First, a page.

To the reviewer: I am resubmitting, because I believe my previous submission (ke2-4fqx-wird) is not going to be posted because I am providing personal identifying information. The following is to avoid adding attachments, but the whole comment exceeds 5000 characters, therefore it is done in two parts, but I am attaching whole document in case.
This part one of two parts:
The following are prejudicial statements made in the proposed rule:
1) Page 49340, (left column, page center), : “….because sex offenders may, for example, provide false date of birth information in seeking employment that
would provide access to children or other potential victims. See 73 FR at 38057.”
Where are the statistics to support that example? Because registrants are more likely to commit fraud by falsifying a document more than the rest of the population? Falsifying a document is a separate crime. The DOJ is illegally trying to enforce fraud through registration.
2) Page 49340 (left column, 2nd paragraph) : “…By providing basic information about who a sex offender is, where he is, how he gets around, and what he is
authorized to do, these requirements implement SORNA and further its public safety objectives.”.
“He” is stated 3 times.That’s obvious sex discrimination, the pronouns must be corrected. And, specifically what are these “public safety objectives” that are
supported by statistics?
3) Page 49340 (center column, 1st paragraph) : “…The Attorney General has exercised the same authority to require telephone numbers—a requirement also
already appearing in the SORNA Guidelines—for a number of reasons, including facilitating communication between registration personnel and sex offenders,
and addressing the potential use of telephonic communication by sex offenders in efforts to contact or lure potential victims . See 73 FR at 38055.”
“Telephonic communication by sex offenders in efforts to contact or lure potential victims”, again, what statistics support that registrants are more likely than the rest of the population to do this? More unfounded prejudice.
4) Page 49340 (center column, last paragraph) “…Paragraph (c)(2) of § 72.6 requires a sex offender to provide information about temporary lodging while away from his residence for seven or more days. In the SORNA Guidelines, and now in this rule, the Attorney General has adopted this requirement because sex offenders may reoffend at locations away from the places in which they have a permanent or long-term presence, and indeed could be encouraged to do so to the extent that information about their places of residence is available to the authorities but information is lacking concerning their temporary lodgings elsewhere. The benefits of having this information include facilitating the successful investigation of crimes committed by sex offenders while away from their normal places of residence and discouraging sex offenders from committing crimes in such circumstances. See 73 FR at 38056.”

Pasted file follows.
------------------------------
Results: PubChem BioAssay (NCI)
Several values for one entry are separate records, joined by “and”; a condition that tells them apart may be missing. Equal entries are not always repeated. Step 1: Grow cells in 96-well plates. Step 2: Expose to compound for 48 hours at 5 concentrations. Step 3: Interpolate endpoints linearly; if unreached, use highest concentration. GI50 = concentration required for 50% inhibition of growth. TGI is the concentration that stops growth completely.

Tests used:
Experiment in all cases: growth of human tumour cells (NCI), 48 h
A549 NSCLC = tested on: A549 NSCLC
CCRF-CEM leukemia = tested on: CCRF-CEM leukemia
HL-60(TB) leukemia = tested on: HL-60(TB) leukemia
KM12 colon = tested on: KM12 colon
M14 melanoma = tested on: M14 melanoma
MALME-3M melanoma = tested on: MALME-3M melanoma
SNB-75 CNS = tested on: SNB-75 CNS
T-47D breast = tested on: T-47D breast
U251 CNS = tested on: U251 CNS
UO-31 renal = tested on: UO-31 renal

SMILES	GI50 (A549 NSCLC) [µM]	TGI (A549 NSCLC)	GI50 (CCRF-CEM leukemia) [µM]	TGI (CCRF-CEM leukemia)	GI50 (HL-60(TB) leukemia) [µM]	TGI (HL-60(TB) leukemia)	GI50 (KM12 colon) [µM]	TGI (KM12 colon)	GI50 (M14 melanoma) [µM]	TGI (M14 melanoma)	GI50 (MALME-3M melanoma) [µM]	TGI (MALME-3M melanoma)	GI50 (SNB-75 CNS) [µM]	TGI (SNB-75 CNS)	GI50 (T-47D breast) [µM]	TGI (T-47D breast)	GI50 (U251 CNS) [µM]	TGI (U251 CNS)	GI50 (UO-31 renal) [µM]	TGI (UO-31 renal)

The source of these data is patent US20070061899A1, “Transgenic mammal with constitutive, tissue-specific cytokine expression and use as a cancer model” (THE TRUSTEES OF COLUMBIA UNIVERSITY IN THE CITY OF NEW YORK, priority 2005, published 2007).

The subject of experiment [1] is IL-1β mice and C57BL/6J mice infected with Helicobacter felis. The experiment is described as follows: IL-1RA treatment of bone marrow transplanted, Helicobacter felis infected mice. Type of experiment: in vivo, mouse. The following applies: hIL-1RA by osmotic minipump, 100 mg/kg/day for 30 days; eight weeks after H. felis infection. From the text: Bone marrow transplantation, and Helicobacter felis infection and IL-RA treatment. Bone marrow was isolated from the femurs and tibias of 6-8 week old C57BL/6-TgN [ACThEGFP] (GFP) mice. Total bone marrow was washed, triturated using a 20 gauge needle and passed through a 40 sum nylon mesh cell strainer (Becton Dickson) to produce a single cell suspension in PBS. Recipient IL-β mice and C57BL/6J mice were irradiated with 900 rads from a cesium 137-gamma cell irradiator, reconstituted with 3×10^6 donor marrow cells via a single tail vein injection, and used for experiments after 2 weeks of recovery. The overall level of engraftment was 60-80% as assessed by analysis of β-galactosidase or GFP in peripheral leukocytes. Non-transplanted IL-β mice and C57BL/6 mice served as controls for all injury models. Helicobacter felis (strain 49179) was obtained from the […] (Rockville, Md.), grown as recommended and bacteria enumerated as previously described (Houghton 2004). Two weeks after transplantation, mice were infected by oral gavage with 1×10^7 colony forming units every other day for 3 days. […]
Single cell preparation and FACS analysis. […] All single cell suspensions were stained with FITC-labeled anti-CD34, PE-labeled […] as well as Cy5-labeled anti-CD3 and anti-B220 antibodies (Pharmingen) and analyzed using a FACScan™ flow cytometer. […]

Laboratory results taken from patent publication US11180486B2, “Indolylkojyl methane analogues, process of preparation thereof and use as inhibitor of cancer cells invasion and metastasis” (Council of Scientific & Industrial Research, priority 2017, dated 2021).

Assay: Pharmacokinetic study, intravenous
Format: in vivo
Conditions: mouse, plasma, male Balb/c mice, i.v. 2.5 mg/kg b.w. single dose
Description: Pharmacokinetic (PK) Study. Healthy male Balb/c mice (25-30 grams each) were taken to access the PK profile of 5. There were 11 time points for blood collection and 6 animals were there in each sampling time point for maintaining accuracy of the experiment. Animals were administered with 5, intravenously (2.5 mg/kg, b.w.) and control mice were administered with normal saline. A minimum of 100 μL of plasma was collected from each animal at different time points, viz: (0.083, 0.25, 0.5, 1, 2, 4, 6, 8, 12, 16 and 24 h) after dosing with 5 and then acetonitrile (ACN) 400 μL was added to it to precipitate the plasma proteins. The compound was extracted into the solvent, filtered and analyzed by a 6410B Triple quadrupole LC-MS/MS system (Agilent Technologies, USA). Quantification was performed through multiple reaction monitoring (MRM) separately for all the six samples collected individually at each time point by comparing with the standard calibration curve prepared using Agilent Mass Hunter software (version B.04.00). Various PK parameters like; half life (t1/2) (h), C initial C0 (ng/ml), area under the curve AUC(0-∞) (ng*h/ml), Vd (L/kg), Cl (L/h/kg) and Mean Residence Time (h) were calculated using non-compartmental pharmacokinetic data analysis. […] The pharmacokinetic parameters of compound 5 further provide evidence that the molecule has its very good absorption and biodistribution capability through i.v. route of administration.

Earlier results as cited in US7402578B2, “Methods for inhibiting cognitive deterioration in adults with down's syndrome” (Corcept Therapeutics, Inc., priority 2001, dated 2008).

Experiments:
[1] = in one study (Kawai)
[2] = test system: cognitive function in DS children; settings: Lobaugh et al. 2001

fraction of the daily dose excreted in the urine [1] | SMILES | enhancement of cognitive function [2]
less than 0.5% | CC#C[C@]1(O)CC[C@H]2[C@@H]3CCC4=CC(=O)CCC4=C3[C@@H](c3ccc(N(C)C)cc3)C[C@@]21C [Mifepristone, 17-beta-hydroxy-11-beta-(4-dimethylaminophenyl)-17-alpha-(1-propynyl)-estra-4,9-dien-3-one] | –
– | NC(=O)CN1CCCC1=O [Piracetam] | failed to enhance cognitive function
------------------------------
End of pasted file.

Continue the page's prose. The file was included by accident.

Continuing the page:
“… because sex offenders may reoffend…”, “could be encouraged ”, “…crimes committed by sex offenders…” Registration was specifically intended to be purely an administrative – civil function. Now, making a blatant prejudicial statement like those are outside the jurisdiction of the DOJ.
“…discouraging sex offenders from committing crimes…” the prejudice continues; “discouraging”; law takes care of discouraging, but the DOJ just has to go further by admitting in the open that it is not just registration but a vehicle of “discouragement”. Discouragement is an element of punishment which is unconstitutional for a collateral consequence of a conviction. The DOJ enforces law, it is not in the business of “discouraging”, that is specifically in the jurisdiction of the legislature and the Justice
department (sentencing) to provide that function.
All this points to the DOJ exceeding its jurisdiction to impose its prejudicial biased position, appealing to general public prejudice. The DOJ has to be put in check. Separation of powers is required.
I ask that the DOJ’s rules be revised and instructed to remove the above noted
prejudicial unconstitutional comments regarding motivation and tendencies, unless they provide specific statistics to support their prejudicial statements.
Go to my part two